WHOA WHAT THERE IS ANOTHER SECRET?
“I am weary of my life here, and wish, if I can, to find a new one. I go out into the world, dissevered from every link which binds me to the hateful past, to seek another home and another fortune. Forgive me if I have been fretful, capricious, changeable. You should forgive me, for you know why I have been so. You know the secret which is the key to my life.”–Helen Talboys
So she already had a secret before she ever went out to be a teacher and governess? All right, Lady Audley, you have my attention again. You apparently have two secrets: bigamy and something else. Since I figured out the bigamy one in the second chapter, I’m hoping the second secret is slightly better concealed and more suspensefully revealed, but my hopes — I’ll be honest — are not that high.
Also, damn, Robert’s investigations indicate that Lady Audley has led quite the itinerant existence. She never stays in one place more than twenty seconds before she’s off to someplace else.
Upon returning to Audley Court (by the way, I lived in Essex for a year*, which is where Audley Court is located, and it’s fun for me to see all the place names. Chelmsford! I used to go see movies there! Colchester! My old stomping grounds!), Robert hears the heavenly strains of heavenly organ music from heaven. And who should be playing it but CLARA TALBOYS!
Robert’s all, “What am I in the hands of this woman, who has my lost friend’s face and the manner of Pallas Athene.” Shut up, Robert.
I’ve spent a lot of this section imagining an alternate version of the story in which George actually has “taken it into his head to keep out of [Robert’s] way for a few months,” as Lady Audley suggests. Like, George doesn’t want to be this guy?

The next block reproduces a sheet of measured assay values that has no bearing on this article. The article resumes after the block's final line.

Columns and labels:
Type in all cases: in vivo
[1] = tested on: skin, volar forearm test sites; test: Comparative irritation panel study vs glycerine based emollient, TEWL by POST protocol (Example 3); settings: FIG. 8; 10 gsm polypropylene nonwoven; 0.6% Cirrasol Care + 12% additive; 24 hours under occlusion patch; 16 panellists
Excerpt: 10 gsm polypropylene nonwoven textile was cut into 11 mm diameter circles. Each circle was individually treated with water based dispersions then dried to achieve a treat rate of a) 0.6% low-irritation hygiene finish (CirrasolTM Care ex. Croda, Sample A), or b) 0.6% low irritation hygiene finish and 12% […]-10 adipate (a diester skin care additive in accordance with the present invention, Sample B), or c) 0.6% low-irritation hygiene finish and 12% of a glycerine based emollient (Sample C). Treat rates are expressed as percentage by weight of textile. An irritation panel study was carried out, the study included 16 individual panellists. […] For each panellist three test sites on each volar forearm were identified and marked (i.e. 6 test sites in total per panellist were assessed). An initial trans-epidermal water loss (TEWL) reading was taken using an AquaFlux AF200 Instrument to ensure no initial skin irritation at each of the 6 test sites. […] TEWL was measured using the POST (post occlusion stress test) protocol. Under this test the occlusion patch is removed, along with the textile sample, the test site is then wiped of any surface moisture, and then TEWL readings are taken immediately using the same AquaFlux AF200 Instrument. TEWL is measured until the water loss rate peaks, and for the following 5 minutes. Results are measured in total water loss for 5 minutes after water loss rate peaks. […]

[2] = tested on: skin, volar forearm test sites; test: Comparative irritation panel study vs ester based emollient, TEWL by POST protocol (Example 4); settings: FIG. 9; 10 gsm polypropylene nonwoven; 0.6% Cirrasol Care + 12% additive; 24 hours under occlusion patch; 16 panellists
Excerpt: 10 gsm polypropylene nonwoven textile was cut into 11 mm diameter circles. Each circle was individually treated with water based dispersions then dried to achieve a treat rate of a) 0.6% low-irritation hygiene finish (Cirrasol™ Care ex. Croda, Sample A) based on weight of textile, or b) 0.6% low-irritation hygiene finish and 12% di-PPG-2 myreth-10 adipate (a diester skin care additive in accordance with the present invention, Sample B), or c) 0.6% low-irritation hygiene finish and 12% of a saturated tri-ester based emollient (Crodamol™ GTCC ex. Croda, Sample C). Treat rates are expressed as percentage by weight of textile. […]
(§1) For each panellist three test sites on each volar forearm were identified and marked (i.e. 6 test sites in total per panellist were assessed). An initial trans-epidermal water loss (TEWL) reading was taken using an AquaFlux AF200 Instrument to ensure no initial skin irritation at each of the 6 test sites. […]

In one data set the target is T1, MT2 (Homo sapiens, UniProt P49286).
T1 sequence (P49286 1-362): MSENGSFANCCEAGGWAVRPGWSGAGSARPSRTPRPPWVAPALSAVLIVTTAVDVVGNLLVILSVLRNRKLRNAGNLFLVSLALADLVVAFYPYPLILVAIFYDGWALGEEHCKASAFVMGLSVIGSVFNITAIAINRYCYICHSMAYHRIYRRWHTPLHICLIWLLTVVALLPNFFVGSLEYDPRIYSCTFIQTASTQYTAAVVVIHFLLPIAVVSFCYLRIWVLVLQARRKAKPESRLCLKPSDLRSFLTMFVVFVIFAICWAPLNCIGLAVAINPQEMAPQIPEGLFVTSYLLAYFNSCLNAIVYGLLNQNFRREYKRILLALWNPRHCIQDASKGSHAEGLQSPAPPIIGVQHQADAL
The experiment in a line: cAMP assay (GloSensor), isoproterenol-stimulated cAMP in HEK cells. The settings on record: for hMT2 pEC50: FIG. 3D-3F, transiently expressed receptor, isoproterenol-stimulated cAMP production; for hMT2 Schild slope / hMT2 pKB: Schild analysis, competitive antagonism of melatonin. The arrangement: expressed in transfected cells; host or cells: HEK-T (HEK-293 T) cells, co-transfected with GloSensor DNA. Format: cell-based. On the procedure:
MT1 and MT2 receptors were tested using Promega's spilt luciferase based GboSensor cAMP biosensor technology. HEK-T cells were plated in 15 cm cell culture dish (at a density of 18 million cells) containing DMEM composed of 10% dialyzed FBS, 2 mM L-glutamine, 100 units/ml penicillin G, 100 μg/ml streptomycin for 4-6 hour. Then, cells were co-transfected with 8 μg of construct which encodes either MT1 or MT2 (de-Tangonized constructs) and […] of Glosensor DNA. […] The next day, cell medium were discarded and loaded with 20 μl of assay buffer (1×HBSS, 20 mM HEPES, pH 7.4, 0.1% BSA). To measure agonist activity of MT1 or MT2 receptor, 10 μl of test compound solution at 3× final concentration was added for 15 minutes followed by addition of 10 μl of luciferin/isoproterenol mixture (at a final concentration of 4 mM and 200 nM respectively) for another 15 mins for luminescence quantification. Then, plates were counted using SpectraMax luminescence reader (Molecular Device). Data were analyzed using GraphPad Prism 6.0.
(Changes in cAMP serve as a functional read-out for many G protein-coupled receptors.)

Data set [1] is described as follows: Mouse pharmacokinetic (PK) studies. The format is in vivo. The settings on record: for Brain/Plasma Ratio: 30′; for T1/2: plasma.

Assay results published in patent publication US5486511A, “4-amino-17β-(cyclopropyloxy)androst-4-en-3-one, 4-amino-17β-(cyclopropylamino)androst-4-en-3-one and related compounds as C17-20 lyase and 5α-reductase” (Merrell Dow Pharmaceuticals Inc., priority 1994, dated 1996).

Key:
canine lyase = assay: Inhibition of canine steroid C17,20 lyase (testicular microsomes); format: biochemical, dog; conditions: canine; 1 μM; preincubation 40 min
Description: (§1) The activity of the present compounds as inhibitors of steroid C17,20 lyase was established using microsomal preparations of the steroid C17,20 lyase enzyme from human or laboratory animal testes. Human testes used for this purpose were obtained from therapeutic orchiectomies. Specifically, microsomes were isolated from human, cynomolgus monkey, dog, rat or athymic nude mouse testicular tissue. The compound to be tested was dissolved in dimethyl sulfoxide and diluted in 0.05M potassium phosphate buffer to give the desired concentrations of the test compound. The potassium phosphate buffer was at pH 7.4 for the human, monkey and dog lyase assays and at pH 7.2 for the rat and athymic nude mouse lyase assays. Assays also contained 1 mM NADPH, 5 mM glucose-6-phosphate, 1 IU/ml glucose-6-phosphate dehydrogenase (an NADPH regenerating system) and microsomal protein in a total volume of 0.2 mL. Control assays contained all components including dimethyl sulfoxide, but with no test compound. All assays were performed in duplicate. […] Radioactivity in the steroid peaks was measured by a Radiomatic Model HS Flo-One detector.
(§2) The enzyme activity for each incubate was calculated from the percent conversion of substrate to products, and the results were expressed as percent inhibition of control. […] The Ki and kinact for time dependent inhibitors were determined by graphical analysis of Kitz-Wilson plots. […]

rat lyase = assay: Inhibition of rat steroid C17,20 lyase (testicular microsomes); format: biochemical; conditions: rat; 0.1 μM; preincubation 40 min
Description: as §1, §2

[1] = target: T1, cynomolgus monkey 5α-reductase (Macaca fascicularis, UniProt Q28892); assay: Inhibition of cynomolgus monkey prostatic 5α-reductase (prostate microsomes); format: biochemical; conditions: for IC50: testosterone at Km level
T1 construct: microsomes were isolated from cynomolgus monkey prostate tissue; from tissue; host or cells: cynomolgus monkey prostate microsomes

And he’s trying to let Robert down easy? But instead of taking it like a man, Robert goes insane with this conspiracy idea that his uncle’s pretty young wife murdered George, and he wanders about finding insane evidence to prove it. And he eventually kills Lady Audley even though she’s innocent, and George comes back from Australia to gaze sadly at the graves of people he could have saved if he’d just been straight with Robert about being straight. That would be the, like, Golden Age Detective Story version, where any gay characters have to come to bad ends or go insane or both.
“When my friend, George Talboys, returned to England,” Robert began, gravely, “the thought which was uppermost in his mind was the thought of his wife.”
“Whom he had deserted,” said my lady, quickly.
Again: REALLY GOOD POINT. I feel like Robert isn’t paying enough attention to this important point, but let’s not lose track of it ourselves.
Anyway, the section ends with Lady Audley trying to burn down Luke’s inn with Luke and Robert inside (she’s like, “Oh Phoebe! You don’t want that unpleasant husband anyway!”), but then when she comes down from her bedroom in the hope of learning that Robert Audley has been burnt to a crisp, who do you think awaits her in the entry hall? ROBERT AUDLEY. NOT DEAD YET. Cue dramatic music.
*Footnote for British people: Let me go ahead and preempt whatever joke you want to make right now about Essex girls being slags. I HAVE HEARD THEM ALL. And if you are too courteous to make those jokes, just know that I still know that you’re thinking about Essex girls being slags. I can tell from your face. I always eventually say, “I know. Essex girls are slags, I know,” and then you always look happy to be relieved of the responsibility of notifying me about regional stereotypes.